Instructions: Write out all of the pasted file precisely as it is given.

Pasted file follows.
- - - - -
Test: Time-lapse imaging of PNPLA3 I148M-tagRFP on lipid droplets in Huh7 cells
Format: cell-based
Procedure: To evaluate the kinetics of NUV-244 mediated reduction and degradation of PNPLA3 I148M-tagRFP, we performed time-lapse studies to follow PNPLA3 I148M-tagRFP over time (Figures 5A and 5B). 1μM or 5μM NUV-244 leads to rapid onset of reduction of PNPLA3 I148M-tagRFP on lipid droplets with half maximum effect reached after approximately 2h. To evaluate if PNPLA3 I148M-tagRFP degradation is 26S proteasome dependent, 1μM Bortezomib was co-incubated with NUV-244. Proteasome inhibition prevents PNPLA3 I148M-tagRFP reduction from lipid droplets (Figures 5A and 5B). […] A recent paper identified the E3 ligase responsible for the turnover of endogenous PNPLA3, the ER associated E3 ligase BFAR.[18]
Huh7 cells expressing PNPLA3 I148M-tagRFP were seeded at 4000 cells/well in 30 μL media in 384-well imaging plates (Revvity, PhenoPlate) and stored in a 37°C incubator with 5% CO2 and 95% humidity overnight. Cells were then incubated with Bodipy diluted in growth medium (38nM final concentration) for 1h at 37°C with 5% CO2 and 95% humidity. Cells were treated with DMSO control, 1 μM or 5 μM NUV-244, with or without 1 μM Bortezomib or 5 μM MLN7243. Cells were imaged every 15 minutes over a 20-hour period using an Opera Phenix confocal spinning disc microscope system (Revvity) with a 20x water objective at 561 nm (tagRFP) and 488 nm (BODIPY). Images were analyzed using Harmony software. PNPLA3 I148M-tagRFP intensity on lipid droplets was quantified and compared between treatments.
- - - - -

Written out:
Test: Time-lapse imaging of PNPLA3 I148M-tagRFP on lipid droplets in Huh7 cells
Format: cell-based
Procedure: To evaluate the kinetics of NUV-244 mediated reduction and degradation of PNPLA3 I148M-tagRFP, we performed time-lapse studies to follow PNPLA3 I148M-tagRFP over time (Figures 5A and 5B). 1μM or 5μM NUV-244 leads to rapid onset of reduction of PNPLA3 I148M-tagRFP on lipid droplets with half maximum effect reached after approximately 2h. To evaluate if PNPLA3 I148M-tagRFP degradation is 26S proteasome dependent, 1μM Bortezomib was co-incubated with NUV-244. Proteasome inhibition prevents PNPLA3 I148M-tagRFP reduction from lipid droplets (Figures 5A and 5B). […] A recent paper identified the E3 ligase responsible for the turnover of endogenous PNPLA3, the ER associated E3 ligase BFAR.[18]
Huh7 cells expressing PNPLA3 I148M-tagRFP were seeded at 4000 cells/well in 30 μL media in 384-well imaging plates (Revvity, PhenoPlate) and stored in a 37°C incubator with 5% CO2 and 95% humidity overnight. Cells were then incubated with Bodipy diluted in growth medium (38nM final concentration) for 1h at 37°C with 5% CO2 and 95% humidity. Cells were treated with DMSO control, 1 μM or 5 μM NUV-244, with or without 1 μM Bortezomib or 5 μM MLN7243. Cells were imaged every 15 minutes over a 20-hour period using an Opera Phenix confocal spinning disc microscope system (Revvity) with a 20x water objective at 561 nm (tagRFP) and 488 nm (BODIPY). Images were analyzed using Harmony software. PNPLA3 I148M-tagRFP intensity on lipid droplets was quantified and compared between treatments.